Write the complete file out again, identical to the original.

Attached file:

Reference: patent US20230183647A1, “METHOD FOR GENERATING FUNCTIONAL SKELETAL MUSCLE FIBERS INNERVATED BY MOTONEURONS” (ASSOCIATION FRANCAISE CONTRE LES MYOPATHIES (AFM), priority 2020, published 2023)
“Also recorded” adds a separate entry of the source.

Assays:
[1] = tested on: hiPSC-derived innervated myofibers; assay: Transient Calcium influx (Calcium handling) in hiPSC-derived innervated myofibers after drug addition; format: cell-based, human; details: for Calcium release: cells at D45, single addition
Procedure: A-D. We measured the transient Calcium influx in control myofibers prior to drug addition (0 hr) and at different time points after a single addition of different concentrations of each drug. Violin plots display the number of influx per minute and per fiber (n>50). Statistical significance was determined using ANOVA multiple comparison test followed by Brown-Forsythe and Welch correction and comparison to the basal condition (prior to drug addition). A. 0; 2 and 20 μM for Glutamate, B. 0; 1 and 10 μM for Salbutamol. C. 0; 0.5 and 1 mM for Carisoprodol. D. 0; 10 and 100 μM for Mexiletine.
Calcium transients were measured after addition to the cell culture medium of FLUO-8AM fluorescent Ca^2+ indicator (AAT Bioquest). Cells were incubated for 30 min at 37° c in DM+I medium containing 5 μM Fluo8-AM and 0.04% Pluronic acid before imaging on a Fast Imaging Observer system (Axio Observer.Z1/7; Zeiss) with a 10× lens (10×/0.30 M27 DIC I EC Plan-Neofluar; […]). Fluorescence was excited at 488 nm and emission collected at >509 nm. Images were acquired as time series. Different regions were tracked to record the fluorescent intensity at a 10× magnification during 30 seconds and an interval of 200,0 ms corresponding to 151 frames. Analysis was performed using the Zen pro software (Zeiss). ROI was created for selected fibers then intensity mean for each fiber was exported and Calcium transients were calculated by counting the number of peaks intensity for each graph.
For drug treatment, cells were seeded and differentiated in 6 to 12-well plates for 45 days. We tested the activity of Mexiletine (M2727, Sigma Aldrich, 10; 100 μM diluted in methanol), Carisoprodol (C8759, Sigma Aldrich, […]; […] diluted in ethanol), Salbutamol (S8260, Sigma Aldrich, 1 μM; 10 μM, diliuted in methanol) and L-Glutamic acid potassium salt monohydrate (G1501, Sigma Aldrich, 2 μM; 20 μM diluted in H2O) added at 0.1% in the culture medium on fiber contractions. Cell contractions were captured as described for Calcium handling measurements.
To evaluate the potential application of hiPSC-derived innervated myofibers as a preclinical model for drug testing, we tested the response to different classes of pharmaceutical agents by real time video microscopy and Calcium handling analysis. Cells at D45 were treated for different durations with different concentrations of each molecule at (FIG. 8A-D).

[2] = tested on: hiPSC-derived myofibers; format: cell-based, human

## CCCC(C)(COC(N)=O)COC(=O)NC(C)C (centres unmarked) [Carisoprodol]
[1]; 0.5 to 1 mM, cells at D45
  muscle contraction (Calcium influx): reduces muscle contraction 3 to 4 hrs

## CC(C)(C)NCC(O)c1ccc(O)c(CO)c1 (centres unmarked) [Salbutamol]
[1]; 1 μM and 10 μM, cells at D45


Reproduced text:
Reference: patent US20230183647A1, “METHOD FOR GENERATING FUNCTIONAL SKELETAL MUSCLE FIBERS INNERVATED BY MOTONEURONS” (ASSOCIATION FRANCAISE CONTRE LES MYOPATHIES (AFM), priority 2020, published 2023)
“Also recorded” adds a separate entry of the source.

Assays:
[1] = tested on: hiPSC-derived innervated myofibers; assay: Transient Calcium influx (Calcium handling) in hiPSC-derived innervated myofibers after drug addition; format: cell-based, human; details: for Calcium release: cells at D45, single addition
Procedure: A-D. We measured the transient Calcium influx in control myofibers prior to drug addition (0 hr) and at different time points after a single addition of different concentrations of each drug. Violin plots display the number of influx per minute and per fiber (n>50). Statistical significance was determined using ANOVA multiple comparison test followed by Brown-Forsythe and Welch correction and comparison to the basal condition (prior to drug addition). A. 0; 2 and 20 μM for Glutamate, B. 0; 1 and 10 μM for Salbutamol. C. 0; 0.5 and 1 mM for Carisoprodol. D. 0; 10 and 100 μM for Mexiletine.
Calcium transients were measured after addition to the cell culture medium of FLUO-8AM fluorescent Ca^2+ indicator (AAT Bioquest). Cells were incubated for 30 min at 37° c in DM+I medium containing 5 μM Fluo8-AM and 0.04% Pluronic acid before imaging on a Fast Imaging Observer system (Axio Observer.Z1/7; Zeiss) with a 10× lens (10×/0.30 M27 DIC I EC Plan-Neofluar; […]). Fluorescence was excited at 488 nm and emission collected at >509 nm. Images were acquired as time series. Different regions were tracked to record the fluorescent intensity at a 10× magnification during 30 seconds and an interval of 200,0 ms corresponding to 151 frames. Analysis was performed using the Zen pro software (Zeiss). ROI was created for selected fibers then intensity mean for each fiber was exported and Calcium transients were calculated by counting the number of peaks intensity for each graph.
For drug treatment, cells were seeded and differentiated in 6 to 12-well plates for 45 days. We tested the activity of Mexiletine (M2727, Sigma Aldrich, 10; 100 μM diluted in methanol), Carisoprodol (C8759, Sigma Aldrich, […]; […] diluted in ethanol), Salbutamol (S8260, Sigma Aldrich, 1 μM; 10 μM, diliuted in methanol) and L-Glutamic acid potassium salt monohydrate (G1501, Sigma Aldrich, 2 μM; 20 μM diluted in H2O) added at 0.1% in the culture medium on fiber contractions. Cell contractions were captured as described for Calcium handling measurements.
To evaluate the potential application of hiPSC-derived innervated myofibers as a preclinical model for drug testing, we tested the response to different classes of pharmaceutical agents by real time video microscopy and Calcium handling analysis. Cells at D45 were treated for different durations with different concentrations of each molecule at (FIG. 8A-D).

[2] = tested on: hiPSC-derived myofibers; format: cell-based, human

## CCCC(C)(COC(N)=O)COC(=O)NC(C)C (centres unmarked) [Carisoprodol]
[1]; 0.5 to 1 mM, cells at D45
  muscle contraction (Calcium influx): reduces muscle contraction 3 to 4 hrs

## CC(C)(C)NCC(O)c1ccc(O)c(CO)c1 (centres unmarked) [Salbutamol]
[1]; 1 μM and 10 μM, cells at D45